As the new year rolls on, new car models are beginning to roll out with the Mitsubishi i-MiEV, Nissan LEAF and Ford Focus Electric at the top of our list. With extended range, better mileage and in the LEAF’s case a crazy price reduction, exciting things are happening in the electric car world. When considering these three EV’s, mull the facts over:
2013 Mitsubishi i-MiEV
Boasting several more MPGe (electric equivalent of miles per gallon of gasoline) than the other two, the i-MiEV gets 112 combined, 126 city and 99 highway MPGe. Plus, it’s what cute-car-conscious people would call “adorable.” Known for looking cartoonish if not egg-shaped, the i-MiEV is for the environmentally friendly and the 2013 model doesn’t disappoint. It has an electric range of 62 miles and takes seven hours same as the LEAF to charge at 240 volts. Pricing for the 2013 model is not yet available, though whatever the cost is you’ll make up for it by frequenting the fuel pump less often. The EPA estimates that the annual fuel cost of driving a 2013 i-MiEV is $550 (based on 15,000 miles annual driving and an electricity cost of $0.12/kWh). The 2012 MSRP base price was $29,125, and that’s before any incentives.
2013 Nissan LEAF S
Announced in mid January and expected to join Nissan dealers and show rooms in February, the Nissan LEAF was recently unveiled as an updated car with an updated price. The company slashed the price of the LEAF S by $6,000, bringing its MSRP down to $28,800. The cut awards the LEAF the highly-sought-after title of least expensive five-passenger electric car sold in the U.S. Price changes were made after the car’s production process was moved to Smyrna, Tenn. from Japan, and also because of popular demand. While consumers are anxious to utilize the green technology, not all were willing to pay the high sticker price of the past years’ models. Not only is the 2013 model cheaper than previous models, but after federal and state tax incentives, some consumers may be calling the new LEAF theirs for only $18,800, according to NissanNews.com.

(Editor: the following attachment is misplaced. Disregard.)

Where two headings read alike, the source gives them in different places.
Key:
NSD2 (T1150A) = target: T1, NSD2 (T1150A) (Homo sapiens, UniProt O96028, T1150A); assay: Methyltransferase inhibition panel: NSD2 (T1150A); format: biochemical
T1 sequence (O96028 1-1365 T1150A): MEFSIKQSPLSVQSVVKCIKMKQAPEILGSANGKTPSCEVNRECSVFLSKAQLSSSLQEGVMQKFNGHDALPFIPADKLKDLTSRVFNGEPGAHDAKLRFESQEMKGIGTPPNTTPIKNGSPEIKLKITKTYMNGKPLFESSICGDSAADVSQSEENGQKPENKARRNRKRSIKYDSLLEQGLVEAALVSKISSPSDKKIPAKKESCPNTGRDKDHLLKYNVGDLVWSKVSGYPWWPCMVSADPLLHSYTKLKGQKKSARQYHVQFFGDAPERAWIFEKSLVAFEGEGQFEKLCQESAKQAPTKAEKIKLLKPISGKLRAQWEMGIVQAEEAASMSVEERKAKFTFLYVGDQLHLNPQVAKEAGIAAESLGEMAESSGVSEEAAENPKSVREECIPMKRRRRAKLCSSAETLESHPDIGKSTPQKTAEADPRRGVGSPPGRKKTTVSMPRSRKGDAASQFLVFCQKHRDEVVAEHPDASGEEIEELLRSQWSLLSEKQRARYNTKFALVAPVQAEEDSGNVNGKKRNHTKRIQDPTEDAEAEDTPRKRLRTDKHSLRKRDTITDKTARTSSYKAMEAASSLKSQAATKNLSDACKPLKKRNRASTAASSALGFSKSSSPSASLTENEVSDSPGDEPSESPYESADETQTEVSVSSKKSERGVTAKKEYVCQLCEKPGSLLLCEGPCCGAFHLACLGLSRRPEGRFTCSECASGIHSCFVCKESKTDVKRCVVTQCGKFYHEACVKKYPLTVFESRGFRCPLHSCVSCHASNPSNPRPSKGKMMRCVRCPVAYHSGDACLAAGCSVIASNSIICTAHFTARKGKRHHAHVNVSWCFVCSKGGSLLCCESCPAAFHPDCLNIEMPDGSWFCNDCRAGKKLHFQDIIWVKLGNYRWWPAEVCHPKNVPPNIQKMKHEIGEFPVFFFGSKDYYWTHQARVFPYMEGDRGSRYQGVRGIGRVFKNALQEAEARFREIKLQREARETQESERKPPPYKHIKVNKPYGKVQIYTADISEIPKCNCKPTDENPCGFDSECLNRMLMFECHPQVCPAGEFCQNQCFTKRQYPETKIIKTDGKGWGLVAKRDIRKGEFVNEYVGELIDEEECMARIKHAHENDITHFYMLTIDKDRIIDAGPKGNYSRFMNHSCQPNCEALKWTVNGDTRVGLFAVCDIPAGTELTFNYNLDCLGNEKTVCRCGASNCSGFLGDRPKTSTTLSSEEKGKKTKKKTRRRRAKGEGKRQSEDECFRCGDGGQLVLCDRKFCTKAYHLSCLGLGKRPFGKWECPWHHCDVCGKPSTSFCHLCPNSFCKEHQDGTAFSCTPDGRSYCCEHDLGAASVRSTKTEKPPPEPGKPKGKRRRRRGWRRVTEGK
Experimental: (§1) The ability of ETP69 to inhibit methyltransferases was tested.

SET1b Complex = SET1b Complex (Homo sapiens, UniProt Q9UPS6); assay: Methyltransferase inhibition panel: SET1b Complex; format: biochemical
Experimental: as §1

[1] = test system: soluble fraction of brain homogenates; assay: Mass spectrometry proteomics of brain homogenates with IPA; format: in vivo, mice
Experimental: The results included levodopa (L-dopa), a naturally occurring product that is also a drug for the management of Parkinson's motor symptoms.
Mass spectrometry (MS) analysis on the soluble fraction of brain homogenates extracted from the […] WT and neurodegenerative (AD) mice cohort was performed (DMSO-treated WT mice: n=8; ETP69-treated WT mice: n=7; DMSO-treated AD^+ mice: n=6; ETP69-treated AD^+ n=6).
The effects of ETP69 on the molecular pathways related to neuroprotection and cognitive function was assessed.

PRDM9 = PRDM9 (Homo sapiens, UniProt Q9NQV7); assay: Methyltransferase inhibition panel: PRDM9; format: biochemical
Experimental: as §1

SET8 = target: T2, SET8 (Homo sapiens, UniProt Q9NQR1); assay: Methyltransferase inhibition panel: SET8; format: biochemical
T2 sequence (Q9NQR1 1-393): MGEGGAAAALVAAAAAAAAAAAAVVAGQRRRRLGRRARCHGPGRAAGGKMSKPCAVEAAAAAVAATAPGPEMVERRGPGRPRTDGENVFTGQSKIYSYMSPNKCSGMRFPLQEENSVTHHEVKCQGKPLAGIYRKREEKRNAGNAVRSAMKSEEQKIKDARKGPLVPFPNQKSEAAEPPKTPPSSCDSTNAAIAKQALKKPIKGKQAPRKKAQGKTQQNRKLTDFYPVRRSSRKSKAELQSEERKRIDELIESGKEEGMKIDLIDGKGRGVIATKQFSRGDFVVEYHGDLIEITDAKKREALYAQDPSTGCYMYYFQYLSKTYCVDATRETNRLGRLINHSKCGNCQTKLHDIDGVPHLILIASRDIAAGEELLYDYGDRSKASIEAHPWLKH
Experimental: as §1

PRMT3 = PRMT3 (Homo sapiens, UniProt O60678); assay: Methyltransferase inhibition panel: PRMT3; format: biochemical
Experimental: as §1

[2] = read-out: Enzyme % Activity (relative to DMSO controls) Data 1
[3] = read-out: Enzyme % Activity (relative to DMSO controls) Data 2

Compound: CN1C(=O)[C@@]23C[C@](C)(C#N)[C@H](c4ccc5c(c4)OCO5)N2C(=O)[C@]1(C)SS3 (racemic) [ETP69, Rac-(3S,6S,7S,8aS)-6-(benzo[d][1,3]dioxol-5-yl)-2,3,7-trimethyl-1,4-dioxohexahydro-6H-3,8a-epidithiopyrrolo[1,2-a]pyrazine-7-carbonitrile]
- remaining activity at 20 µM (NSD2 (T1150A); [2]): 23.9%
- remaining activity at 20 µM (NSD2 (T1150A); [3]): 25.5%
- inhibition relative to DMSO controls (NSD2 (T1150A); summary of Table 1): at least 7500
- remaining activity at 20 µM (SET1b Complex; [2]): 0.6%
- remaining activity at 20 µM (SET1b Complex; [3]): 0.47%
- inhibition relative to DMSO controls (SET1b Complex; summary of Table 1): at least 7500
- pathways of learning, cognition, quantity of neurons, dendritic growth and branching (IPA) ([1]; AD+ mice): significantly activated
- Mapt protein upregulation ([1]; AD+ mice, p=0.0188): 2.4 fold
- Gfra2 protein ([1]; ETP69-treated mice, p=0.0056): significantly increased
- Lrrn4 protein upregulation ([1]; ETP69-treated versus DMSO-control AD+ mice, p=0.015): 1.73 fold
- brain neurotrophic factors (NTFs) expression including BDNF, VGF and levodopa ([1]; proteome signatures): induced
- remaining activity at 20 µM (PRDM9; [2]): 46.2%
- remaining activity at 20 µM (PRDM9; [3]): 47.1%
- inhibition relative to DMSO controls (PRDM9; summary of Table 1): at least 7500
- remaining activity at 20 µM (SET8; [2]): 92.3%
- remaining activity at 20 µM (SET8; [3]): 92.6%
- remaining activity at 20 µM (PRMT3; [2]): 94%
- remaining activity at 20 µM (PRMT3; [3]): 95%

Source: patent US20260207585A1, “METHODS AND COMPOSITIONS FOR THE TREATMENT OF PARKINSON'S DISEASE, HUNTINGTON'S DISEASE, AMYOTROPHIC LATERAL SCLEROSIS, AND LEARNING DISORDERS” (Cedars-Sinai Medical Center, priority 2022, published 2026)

Because of aerodynamics improvements, the new LEAF should have improved driving range, but the official EPA numbers aren’t available yet. The 2012 LEAF S had a 73-mile driving range and fully recharged in seven hours at 240 volts.
2013 Ford Focus Electric
Compared to the other two, the Ford Focus Electric takes the cake in range and charging time, traveling 76 miles on an electric charge and taking only four hours to go from empty to full at 240 volts. This Aston Martin Cygnet look-alike proves Ford isn’t giving up on its feat to join and conquer the electric car world. The Focus Electric gets 105 combined MPGe (110 city, 99 highway), according to the EPA. The government agency also estimates that it costs 96 cents to drive 25 miles in a Focus Electric. It looks the least like an electric car of the bunch mainly because Ford took an existing car, the Focus hatchback compact car, and turned it into an electric one. It’s built on the same assembly line as the gasoline powered Focus in Wayne, Mich., which allows the automakers the option of increasing and decreasing its production on demand, according to Hybridcars.com. Starting price rings in at $39,200, but that’s before applying potential government and state tax credits.